Hackers stole the personal data of nearly 150 million people from Equifax databases in 2017.
How did Equifax, a consumer reporting agency, respond to that event? Equifax said that it investigated factors that led to the breach and tried to identify and notify people whose personal information was compromised.
In addition, three federal agencies that use Equifax services made their own security assessments and modified contracts with Equifax. Moreover, other federal agencies that oversee consumer reporting agencies started investigating Equifax and gave further advice to consumers on how to protect themselves against security breaches.
Hackers can make intrusions into your computer and steal personal information
Photo of a person putting personal information into a computer that could be hacked by an intruder
What GAO Found
In July 2017, Equifax system administrators discovered that attackers had gained unauthorized access via the Internet to the online dispute portal that maintained documents used to resolve consumer disputes (see fig.). The Equifax breach resulted in the attackers accessing personal information of at least 145.5 million individuals. Equifax's investigation of the breach identified four major factors including identification, detection, segmenting of access to databases, and data governance that allowed the attacker to successfully gain access to its network and extract information from databases containing personally identifiable information. Equifax reported that it took steps to mitigate these factors and attempted to identify and notify individuals whose information was accessed. The company's public filings since the breach occurred reiterate that the company took steps to improve security and notify affected individuals.
The Internal Revenue Service (IRS), Social Security Administration (SSA), and U.S. Postal Service (USPS)—three of the major federal customer agencies that use Equifax's identity verification services—conducted assessments of the company's security controls, which identified a number of lower-level technical concerns that Equifax was directed to address. The agencies also made adjustments to their contracts with Equifax, such as modifying notification requirements for future data breaches. In the case of IRS, one of its contracts with Equifax was terminated. The Department of Homeland Security offered assistance in responding to the breach; however, Equifax reportedly declined the assistance because it had already retained professional services from an external cybersecurity consultant. In addition, the Bureau of Consumer Financial Protection and the Federal Trade Commission, which have regulatory and enforcement authority over consumer reporting agencies (CRAs) such as Equifax, initiated an investigation into the breach and Equifax's response in September 2017. The investigation is ongoing.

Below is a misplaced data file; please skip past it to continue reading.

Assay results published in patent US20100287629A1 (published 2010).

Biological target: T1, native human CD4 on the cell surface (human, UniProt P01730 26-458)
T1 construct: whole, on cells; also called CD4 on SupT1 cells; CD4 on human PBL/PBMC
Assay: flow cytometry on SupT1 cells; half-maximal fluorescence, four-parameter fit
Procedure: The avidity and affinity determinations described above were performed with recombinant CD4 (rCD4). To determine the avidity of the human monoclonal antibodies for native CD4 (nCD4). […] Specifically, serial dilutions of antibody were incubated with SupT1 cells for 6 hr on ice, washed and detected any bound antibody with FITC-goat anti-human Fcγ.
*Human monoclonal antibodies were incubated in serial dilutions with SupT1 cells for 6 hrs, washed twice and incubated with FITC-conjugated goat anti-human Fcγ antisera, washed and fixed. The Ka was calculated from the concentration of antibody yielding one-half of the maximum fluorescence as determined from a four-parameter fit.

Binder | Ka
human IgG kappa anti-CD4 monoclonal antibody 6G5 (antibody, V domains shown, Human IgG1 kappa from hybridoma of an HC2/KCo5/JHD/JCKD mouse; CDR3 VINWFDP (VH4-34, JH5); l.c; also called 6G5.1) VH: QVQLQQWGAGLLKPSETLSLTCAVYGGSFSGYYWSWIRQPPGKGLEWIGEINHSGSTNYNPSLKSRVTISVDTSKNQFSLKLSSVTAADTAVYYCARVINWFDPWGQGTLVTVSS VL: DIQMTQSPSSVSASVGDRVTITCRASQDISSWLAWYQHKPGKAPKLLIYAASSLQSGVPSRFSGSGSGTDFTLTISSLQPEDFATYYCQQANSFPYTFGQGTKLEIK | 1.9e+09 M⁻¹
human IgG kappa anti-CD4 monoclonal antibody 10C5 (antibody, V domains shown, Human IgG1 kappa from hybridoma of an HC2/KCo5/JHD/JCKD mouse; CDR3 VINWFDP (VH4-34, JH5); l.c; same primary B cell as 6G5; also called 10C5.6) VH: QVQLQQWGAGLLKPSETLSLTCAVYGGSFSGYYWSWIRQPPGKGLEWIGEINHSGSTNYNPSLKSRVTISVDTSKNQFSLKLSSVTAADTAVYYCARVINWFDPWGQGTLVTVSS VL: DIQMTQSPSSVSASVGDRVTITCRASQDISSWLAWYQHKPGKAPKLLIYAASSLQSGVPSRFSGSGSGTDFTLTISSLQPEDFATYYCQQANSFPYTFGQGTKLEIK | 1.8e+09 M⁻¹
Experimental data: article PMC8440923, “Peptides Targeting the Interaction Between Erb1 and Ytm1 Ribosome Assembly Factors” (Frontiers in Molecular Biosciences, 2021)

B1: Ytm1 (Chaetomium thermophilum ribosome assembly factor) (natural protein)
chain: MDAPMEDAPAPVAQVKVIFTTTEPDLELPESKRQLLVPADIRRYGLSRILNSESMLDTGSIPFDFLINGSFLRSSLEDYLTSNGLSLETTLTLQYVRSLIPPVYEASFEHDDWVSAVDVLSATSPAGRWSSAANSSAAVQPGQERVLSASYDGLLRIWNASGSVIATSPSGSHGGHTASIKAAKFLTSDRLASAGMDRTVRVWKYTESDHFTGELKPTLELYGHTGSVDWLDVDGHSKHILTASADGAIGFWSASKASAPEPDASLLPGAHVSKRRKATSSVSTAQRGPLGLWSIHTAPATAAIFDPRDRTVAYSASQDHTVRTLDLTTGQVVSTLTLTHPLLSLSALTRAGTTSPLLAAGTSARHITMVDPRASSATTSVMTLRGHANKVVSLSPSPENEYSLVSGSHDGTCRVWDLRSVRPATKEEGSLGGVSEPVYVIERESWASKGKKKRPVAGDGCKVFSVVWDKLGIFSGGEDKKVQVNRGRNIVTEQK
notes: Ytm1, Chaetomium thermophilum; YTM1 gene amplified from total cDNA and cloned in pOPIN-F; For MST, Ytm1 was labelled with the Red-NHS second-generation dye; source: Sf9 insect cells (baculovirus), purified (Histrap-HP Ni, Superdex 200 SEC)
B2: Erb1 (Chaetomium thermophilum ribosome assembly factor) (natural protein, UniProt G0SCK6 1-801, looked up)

How Attackers Exploited Vulnerabilities in the 2017 Breach, Based on Equifax Information
Why GAO Did This Study
CRAs such as Equifax assemble information about consumers to produce credit reports and may provide other services, such as identity verification to federal agencies and other organizations. Data breaches at Equifax and other large organizations have highlighted the need to better protect sensitive personal information.
GAO was asked to report on the major breach that occurred at Equifax in 2017. This report (1) summarizes the events regarding the breach and the steps taken by Equifax to assess, respond to, and recover from the incident and (2) describes actions by federal agencies to respond to the breach. To do so, GAO reviewed documents from Equifax and its cybersecurity consultant related to the breach and visited the Equifax data center in Alpharetta, Georgia, to interview officials and observe physical security measures. GAO also reviewed relevant public statements filed by Equifax. Further, GAO analyzed documents from the IRS, SSA, and USPS, which are Equifax's largest federal customers for identity-proofing services, and interviewed federal officials related to their oversight activities and response to the breach.
GAO is not making recommendations in this report. GAO plans to issue separate reports on federal oversight of CRAs and consumer rights regarding the protection of personally identifiable information collected by such entities. A number of federal agencies and Equifax provided technical comments which we incorporated as appropriate.